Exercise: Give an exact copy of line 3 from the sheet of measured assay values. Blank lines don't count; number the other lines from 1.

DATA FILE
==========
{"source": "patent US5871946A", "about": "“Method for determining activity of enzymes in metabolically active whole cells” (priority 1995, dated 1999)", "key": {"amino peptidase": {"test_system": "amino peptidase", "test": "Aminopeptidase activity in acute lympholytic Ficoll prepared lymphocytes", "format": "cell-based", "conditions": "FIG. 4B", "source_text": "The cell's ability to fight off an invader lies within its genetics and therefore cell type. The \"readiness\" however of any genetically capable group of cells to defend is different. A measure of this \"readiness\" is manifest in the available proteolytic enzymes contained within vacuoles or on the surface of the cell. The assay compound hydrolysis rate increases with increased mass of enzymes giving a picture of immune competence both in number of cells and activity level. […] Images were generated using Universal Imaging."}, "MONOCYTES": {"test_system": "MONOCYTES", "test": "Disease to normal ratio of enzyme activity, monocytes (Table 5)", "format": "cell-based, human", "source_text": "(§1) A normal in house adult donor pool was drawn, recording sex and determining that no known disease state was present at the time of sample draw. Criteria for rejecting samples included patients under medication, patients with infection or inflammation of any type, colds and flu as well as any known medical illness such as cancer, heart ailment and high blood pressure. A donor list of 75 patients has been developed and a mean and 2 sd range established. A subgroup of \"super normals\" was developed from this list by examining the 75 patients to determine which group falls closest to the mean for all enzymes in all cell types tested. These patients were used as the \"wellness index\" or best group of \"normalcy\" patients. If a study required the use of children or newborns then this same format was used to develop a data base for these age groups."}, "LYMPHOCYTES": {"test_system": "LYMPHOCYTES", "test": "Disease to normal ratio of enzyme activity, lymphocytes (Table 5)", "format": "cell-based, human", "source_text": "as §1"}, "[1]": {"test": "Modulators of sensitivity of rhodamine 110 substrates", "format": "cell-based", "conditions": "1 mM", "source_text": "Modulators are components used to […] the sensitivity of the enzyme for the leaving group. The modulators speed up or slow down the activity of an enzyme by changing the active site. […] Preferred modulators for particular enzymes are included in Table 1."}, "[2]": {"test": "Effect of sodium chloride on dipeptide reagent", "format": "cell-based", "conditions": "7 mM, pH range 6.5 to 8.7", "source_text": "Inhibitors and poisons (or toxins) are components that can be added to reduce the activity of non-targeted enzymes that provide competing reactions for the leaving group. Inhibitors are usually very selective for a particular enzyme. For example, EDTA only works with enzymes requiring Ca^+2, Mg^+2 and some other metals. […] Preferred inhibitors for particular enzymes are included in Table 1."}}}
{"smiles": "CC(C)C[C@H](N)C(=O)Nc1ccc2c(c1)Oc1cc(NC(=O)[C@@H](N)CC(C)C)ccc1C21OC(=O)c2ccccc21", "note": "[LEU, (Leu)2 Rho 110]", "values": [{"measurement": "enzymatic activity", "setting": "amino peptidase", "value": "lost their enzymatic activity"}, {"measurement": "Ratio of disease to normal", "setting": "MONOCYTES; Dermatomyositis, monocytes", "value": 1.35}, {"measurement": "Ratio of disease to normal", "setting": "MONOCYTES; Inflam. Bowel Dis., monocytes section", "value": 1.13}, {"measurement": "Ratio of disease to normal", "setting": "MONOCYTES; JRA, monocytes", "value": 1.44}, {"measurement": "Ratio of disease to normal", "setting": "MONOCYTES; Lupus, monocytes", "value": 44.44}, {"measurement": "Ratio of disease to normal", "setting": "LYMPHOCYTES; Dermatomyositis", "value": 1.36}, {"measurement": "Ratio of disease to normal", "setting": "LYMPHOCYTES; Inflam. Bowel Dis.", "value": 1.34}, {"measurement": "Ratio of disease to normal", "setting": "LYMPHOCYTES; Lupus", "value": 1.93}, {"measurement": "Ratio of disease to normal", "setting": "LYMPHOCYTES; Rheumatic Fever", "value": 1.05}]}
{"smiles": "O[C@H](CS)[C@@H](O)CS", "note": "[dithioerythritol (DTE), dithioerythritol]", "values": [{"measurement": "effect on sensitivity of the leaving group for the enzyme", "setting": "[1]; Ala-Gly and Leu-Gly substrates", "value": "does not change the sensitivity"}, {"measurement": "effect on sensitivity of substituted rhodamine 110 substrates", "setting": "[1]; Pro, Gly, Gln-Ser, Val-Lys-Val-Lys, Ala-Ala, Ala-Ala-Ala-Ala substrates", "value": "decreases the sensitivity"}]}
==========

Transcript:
{"smiles": "O[C@H](CS)[C@@H](O)CS", "note": "[dithioerythritol (DTE), dithioerythritol]", "values": [{"measurement": "effect on sensitivity of the leaving group for the enzyme", "setting": "[1]; Ala-Gly and Leu-Gly substrates", "value": "does not change the sensitivity"}, {"measurement": "effect on sensitivity of substituted rhodamine 110 substrates", "setting": "[1]; Pro, Gly, Gln-Ser, Val-Lys-Val-Lys, Ala-Ala, Ala-Ala-Ala-Ala substrates", "value": "decreases the sensitivity"}]}